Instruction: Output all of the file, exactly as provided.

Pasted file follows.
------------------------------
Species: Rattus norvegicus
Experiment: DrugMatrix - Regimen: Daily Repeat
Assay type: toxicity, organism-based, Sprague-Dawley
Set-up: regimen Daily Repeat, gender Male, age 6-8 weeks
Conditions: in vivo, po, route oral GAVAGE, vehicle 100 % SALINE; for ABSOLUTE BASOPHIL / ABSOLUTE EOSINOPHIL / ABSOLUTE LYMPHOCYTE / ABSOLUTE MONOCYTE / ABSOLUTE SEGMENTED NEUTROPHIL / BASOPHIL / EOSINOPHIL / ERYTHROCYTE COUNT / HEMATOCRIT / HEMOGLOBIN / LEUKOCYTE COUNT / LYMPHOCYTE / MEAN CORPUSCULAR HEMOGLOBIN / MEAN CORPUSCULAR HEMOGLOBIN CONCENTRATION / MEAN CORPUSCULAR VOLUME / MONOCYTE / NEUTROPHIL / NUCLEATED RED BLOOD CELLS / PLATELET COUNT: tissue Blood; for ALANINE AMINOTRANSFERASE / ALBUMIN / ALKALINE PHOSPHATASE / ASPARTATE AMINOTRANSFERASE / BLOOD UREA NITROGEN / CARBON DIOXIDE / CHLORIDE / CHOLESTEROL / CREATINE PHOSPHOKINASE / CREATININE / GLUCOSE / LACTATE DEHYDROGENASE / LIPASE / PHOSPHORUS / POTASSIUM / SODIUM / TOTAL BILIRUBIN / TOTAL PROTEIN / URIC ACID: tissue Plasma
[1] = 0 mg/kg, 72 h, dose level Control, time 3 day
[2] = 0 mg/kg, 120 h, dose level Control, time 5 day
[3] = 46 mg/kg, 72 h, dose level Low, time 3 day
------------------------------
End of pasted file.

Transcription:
Species: Rattus norvegicus
Experiment: DrugMatrix - Regimen: Daily Repeat
Assay type: toxicity, organism-based, Sprague-Dawley
Set-up: regimen Daily Repeat, gender Male, age 6-8 weeks
Conditions: in vivo, po, route oral GAVAGE, vehicle 100 % SALINE; for ABSOLUTE BASOPHIL / ABSOLUTE EOSINOPHIL / ABSOLUTE LYMPHOCYTE / ABSOLUTE MONOCYTE / ABSOLUTE SEGMENTED NEUTROPHIL / BASOPHIL / EOSINOPHIL / ERYTHROCYTE COUNT / HEMATOCRIT / HEMOGLOBIN / LEUKOCYTE COUNT / LYMPHOCYTE / MEAN CORPUSCULAR HEMOGLOBIN / MEAN CORPUSCULAR HEMOGLOBIN CONCENTRATION / MEAN CORPUSCULAR VOLUME / MONOCYTE / NEUTROPHIL / NUCLEATED RED BLOOD CELLS / PLATELET COUNT: tissue Blood; for ALANINE AMINOTRANSFERASE / ALBUMIN / ALKALINE PHOSPHATASE / ASPARTATE AMINOTRANSFERASE / BLOOD UREA NITROGEN / CARBON DIOXIDE / CHLORIDE / CHOLESTEROL / CREATINE PHOSPHOKINASE / CREATININE / GLUCOSE / LACTATE DEHYDROGENASE / LIPASE / PHOSPHORUS / POTASSIUM / SODIUM / TOTAL BILIRUBIN / TOTAL PROTEIN / URIC ACID: tissue Plasma
[1] = 0 mg/kg, 72 h, dose level Control, time 3 day
[2] = 0 mg/kg, 120 h, dose level Control, time 5 day
[3] = 46 mg/kg, 72 h, dose level Low, time 3 day